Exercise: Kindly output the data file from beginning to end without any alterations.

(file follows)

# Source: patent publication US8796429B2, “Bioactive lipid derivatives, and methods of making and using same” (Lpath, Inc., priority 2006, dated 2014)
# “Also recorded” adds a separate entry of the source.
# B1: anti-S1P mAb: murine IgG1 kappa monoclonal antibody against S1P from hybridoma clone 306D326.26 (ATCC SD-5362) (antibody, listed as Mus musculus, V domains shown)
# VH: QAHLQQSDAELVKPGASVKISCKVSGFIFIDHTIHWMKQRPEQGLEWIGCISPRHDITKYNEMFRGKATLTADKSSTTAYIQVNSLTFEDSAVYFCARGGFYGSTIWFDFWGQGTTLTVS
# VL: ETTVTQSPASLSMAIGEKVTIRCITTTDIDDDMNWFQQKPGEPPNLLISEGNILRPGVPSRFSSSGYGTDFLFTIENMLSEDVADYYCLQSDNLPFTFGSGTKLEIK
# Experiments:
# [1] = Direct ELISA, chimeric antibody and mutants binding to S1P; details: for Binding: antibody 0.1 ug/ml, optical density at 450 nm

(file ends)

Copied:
# Source: patent publication US8796429B2, “Bioactive lipid derivatives, and methods of making and using same” (Lpath, Inc., priority 2006, dated 2014)
# “Also recorded” adds a separate entry of the source.
# B1: anti-S1P mAb: murine IgG1 kappa monoclonal antibody against S1P from hybridoma clone 306D326.26 (ATCC SD-5362) (antibody, listed as Mus musculus, V domains shown)
# VH: QAHLQQSDAELVKPGASVKISCKVSGFIFIDHTIHWMKQRPEQGLEWIGCISPRHDITKYNEMFRGKATLTADKSSTTAYIQVNSLTFEDSAVYFCARGGFYGSTIWFDFWGQGTTLTVS
# VL: ETTVTQSPASLSMAIGEKVTIRCITTTDIDDDMNWFQQKPGEPPNLLISEGNILRPGVPSRFSSSGYGTDFLFTIENMLSEDVADYYCLQSDNLPFTFGSGTKLEIK
# Experiments:
# [1] = Direct ELISA, chimeric antibody and mutants binding to S1P; details: for Binding: antibody 0.1 ug/ml, optical density at 450 nm